NEW DELHI (Reuters) - India’s industrial output growth hit a four-month low in July while inflation remained high, underscoring the struggle of Asia’s third-largest economy to make a sustained recovery from its longest stretch of sub-par growth in decades.
Output from mines, utilities and factories grew by a much slower-than-expected 0.5 percent year-on-year, government data showed on Friday, down from June’s revised 3.9 percent rise.
Output growth hit a 19-month high of 5.0 percent in May.
Retail inflation, which the Reserve Bank of India (RBI) tracks for setting lending rates, edged down marginally to 7.8 percent in August from 7.96 percent a month earlier, helped by slower annual rises in prices of fuel and clothes.
The numbers come after the economy posted its fastest growth in 2-1/2 years in the quarter to June, helped by a revival in industry. Prime Minister Narendra Modi seized on that figure to highlight the “huge positive sentiment” behind India’s recovery.
However, high inflation would make it tougher for Modi to encourage Indian consumers, who power nearly 60 percent of the economy, to loosen their purse strings. It would also make the RBI wary of lowering interest rates later this month.
The RBI, which wants to reduce retail inflation to 6 percent by 2016, left interest rates steady last month, citing inflationary risks from a late monsoon.
While better rainfall in recent weeks, falling global crude prices, moderating vegetable prices and a favourable statistical base will likely help lower inflation, rates are widely expected to remain on hold when the RBI reviews them on Sept. 30.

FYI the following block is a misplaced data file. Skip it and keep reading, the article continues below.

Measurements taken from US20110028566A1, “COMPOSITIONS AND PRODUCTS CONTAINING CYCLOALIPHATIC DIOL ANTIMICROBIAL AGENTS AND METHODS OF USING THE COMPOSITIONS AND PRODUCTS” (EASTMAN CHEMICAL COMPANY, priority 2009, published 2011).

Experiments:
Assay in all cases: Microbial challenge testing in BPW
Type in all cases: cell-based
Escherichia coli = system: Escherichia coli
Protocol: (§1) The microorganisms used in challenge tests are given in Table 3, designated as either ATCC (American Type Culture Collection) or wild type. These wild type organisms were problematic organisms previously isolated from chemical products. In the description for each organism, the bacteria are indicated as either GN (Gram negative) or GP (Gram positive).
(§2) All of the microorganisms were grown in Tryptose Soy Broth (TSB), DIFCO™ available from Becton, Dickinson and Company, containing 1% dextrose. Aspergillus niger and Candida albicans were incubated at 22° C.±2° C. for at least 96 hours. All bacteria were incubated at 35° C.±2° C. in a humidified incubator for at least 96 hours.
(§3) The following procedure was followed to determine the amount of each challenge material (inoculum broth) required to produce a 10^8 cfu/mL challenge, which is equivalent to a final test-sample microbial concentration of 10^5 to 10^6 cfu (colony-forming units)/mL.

“The outlook on inflation seems less discomforting than it was a month back,” says Upasna Bhardwaj, an economist at ING Vysya Bank, in Mumbai.
“We continue to expect that RBI will keep its policy rate unchanged through fiscal year 2014/15 (March 2015) with a probable action mid-next year.”
The prospects of a revival in demand-driven price pressures following a pick-up in economic activity and sooner-than-expected interest rate increases in the U.S. are also expected to weigh on the central bank’s rate decision.
Any decision by the U.S. Federal Reserve to raise rates, which have been held near zero since December 2008, will have implications for India, as it could lead to capital outflows, weakening the rupee and inflating costs of imported commodities.
Modi won India’s strongest electoral mandate in 30 years in May, vowing to lift sliding economic growth, cool inflation and create enough jobs for its young workforce.
The optimism fanned by Modi’s rise to power has already brought inflows of nearly $14 billion of foreign funds into Indian equities this year as investors bet that his drive to cut red tape will revive stalled projects and underpin the economic recovery.
The 50-share Nifty has gained over 30 percent in U.S. dollar terms this year to become the best-performing equity index in Asia. Goldman Sachs upgraded its target for the index this week, citing optimism over future earnings of Indian firms.
To sustain this euphoria, economists say, Modi must overhaul India’s strained public finances, stringent land acquisition laws, chaotic tax regime and rigid labour rules.
During his first 100 days in office, the new prime minister showed little appetite for such structural changes, and there is concern that sharply higher growth in the last quarter could reduce their urgency.
That could be damaging for an economy that is still hobbled by slack consumption and weak business investment. Persistently high inflation and years of stagnant growth have forced consumers to cut discretionary spending.
Consumer goods output, a proxy for consumer demand, has grown in just two of the last 19 months. It fell an annual 7.4 percent in July.
Firms are shying away from fresh investments. Capital goods production fell 3.8 percent from a year earlier.
“The pro-business government has facilitated the investment climate and boosted confidence, but more needs to be done to get back to a period of high growth and low inflation,” said Rohini Malkani, an analyst at Citi.
Editing by Douglas Busvine